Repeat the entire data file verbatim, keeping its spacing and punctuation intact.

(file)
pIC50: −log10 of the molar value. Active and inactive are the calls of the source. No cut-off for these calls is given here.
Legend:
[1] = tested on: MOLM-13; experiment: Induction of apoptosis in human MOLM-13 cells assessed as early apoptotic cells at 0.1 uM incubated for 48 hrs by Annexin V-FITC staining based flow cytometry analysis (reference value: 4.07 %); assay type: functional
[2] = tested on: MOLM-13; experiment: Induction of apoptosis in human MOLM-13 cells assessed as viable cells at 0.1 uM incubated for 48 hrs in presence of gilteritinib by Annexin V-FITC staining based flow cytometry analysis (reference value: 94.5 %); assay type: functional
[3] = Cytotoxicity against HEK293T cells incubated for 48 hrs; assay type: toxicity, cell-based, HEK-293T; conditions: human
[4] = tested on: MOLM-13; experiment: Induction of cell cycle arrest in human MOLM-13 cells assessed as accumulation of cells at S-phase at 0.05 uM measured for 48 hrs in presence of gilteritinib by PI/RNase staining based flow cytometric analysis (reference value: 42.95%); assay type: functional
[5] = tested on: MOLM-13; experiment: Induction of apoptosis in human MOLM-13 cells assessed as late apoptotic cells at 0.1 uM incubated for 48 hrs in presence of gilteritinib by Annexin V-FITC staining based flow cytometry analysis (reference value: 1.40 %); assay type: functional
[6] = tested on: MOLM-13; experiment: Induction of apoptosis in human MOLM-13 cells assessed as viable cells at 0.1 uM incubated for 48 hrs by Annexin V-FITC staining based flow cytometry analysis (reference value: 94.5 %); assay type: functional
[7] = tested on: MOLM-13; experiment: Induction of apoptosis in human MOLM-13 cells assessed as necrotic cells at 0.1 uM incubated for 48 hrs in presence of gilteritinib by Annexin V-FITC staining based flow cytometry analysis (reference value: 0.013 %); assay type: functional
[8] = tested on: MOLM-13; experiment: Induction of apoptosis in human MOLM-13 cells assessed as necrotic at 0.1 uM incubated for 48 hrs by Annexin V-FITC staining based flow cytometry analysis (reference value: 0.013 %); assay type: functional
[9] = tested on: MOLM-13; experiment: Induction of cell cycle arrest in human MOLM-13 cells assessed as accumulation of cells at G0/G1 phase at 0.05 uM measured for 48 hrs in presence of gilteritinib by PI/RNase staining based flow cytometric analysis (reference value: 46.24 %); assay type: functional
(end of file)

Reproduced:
pIC50: −log10 of the molar value. Active and inactive are the calls of the source. No cut-off for these calls is given here.
Legend:
[1] = tested on: MOLM-13; experiment: Induction of apoptosis in human MOLM-13 cells assessed as early apoptotic cells at 0.1 uM incubated for 48 hrs by Annexin V-FITC staining based flow cytometry analysis (reference value: 4.07 %); assay type: functional
[2] = tested on: MOLM-13; experiment: Induction of apoptosis in human MOLM-13 cells assessed as viable cells at 0.1 uM incubated for 48 hrs in presence of gilteritinib by Annexin V-FITC staining based flow cytometry analysis (reference value: 94.5 %); assay type: functional
[3] = Cytotoxicity against HEK293T cells incubated for 48 hrs; assay type: toxicity, cell-based, HEK-293T; conditions: human
[4] = tested on: MOLM-13; experiment: Induction of cell cycle arrest in human MOLM-13 cells assessed as accumulation of cells at S-phase at 0.05 uM measured for 48 hrs in presence of gilteritinib by PI/RNase staining based flow cytometric analysis (reference value: 42.95%); assay type: functional
[5] = tested on: MOLM-13; experiment: Induction of apoptosis in human MOLM-13 cells assessed as late apoptotic cells at 0.1 uM incubated for 48 hrs in presence of gilteritinib by Annexin V-FITC staining based flow cytometry analysis (reference value: 1.40 %); assay type: functional
[6] = tested on: MOLM-13; experiment: Induction of apoptosis in human MOLM-13 cells assessed as viable cells at 0.1 uM incubated for 48 hrs by Annexin V-FITC staining based flow cytometry analysis (reference value: 94.5 %); assay type: functional
[7] = tested on: MOLM-13; experiment: Induction of apoptosis in human MOLM-13 cells assessed as necrotic cells at 0.1 uM incubated for 48 hrs in presence of gilteritinib by Annexin V-FITC staining based flow cytometry analysis (reference value: 0.013 %); assay type: functional
[8] = tested on: MOLM-13; experiment: Induction of apoptosis in human MOLM-13 cells assessed as necrotic at 0.1 uM incubated for 48 hrs by Annexin V-FITC staining based flow cytometry analysis (reference value: 0.013 %); assay type: functional
[9] = tested on: MOLM-13; experiment: Induction of cell cycle arrest in human MOLM-13 cells assessed as accumulation of cells at G0/G1 phase at 0.05 uM measured for 48 hrs in presence of gilteritinib by PI/RNase staining based flow cytometric analysis (reference value: 46.24 %); assay type: functional